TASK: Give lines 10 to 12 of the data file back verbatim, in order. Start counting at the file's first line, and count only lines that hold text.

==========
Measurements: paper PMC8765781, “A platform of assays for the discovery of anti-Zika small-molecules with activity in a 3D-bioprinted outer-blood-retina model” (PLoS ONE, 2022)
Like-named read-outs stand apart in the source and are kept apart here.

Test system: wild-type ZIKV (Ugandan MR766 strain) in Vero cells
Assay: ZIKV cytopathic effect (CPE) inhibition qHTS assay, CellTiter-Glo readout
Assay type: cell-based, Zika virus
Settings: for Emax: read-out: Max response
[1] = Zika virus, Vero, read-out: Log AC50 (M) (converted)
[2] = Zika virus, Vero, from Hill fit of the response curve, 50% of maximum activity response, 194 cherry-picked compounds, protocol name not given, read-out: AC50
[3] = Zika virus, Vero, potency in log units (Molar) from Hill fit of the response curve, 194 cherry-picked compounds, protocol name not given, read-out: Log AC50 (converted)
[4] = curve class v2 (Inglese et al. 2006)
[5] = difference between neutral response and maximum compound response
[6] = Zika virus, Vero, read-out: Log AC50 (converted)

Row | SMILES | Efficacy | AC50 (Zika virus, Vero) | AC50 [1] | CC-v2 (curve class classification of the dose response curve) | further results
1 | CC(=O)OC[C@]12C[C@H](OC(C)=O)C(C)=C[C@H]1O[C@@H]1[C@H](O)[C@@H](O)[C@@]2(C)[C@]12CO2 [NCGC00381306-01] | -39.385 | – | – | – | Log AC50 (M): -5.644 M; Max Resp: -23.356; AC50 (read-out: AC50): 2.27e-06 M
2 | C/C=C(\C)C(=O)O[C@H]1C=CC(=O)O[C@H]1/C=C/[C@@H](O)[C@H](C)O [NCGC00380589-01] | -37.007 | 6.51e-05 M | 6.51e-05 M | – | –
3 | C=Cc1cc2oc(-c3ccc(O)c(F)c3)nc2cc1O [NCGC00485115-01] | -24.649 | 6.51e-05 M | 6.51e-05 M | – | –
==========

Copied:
[4] = curve class v2 (Inglese et al. 2006)
[5] = difference between neutral response and maximum compound response
[6] = Zika virus, Vero, read-out: Log AC50 (converted)